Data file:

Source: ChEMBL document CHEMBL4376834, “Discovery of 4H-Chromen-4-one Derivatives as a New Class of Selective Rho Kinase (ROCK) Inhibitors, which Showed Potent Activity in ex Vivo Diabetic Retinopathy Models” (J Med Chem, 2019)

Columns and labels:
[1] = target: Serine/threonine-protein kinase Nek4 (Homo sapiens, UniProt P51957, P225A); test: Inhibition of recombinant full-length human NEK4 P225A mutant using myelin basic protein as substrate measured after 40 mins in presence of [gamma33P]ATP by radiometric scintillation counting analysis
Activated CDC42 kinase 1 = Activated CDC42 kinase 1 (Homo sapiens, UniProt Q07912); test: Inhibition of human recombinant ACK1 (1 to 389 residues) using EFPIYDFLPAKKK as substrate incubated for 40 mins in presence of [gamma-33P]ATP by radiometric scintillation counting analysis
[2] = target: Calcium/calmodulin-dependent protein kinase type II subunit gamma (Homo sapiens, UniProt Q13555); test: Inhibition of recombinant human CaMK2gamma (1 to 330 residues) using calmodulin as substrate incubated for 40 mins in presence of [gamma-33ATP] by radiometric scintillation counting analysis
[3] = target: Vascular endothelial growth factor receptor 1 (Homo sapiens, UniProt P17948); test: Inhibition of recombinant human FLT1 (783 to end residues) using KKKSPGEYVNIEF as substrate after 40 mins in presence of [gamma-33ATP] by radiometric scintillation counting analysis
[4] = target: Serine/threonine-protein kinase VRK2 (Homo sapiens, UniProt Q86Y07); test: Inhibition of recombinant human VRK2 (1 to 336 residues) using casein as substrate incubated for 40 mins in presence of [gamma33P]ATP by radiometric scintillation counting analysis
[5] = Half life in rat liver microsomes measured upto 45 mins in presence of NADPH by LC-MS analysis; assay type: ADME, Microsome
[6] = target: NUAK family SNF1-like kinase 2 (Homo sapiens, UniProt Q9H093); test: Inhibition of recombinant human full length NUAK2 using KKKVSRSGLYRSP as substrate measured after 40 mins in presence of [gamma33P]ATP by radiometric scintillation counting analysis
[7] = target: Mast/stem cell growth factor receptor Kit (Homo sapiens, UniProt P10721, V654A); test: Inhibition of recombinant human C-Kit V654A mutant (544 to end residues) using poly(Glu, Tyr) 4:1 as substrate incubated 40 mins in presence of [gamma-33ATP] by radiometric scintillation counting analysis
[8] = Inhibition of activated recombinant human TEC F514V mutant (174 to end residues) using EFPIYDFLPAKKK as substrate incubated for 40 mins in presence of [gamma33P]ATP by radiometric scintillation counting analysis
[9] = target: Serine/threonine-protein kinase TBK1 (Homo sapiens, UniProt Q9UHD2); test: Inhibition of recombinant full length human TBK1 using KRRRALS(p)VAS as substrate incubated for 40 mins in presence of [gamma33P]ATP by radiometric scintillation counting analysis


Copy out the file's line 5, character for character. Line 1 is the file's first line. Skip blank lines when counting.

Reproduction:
[2] = target: Calcium/calmodulin-dependent protein kinase type II subunit gamma (Homo sapiens, UniProt Q13555); test: Inhibition of recombinant human CaMK2gamma (1 to 330 residues) using calmodulin as substrate incubated for 40 mins in presence of [gamma-33ATP] by radiometric scintillation counting analysis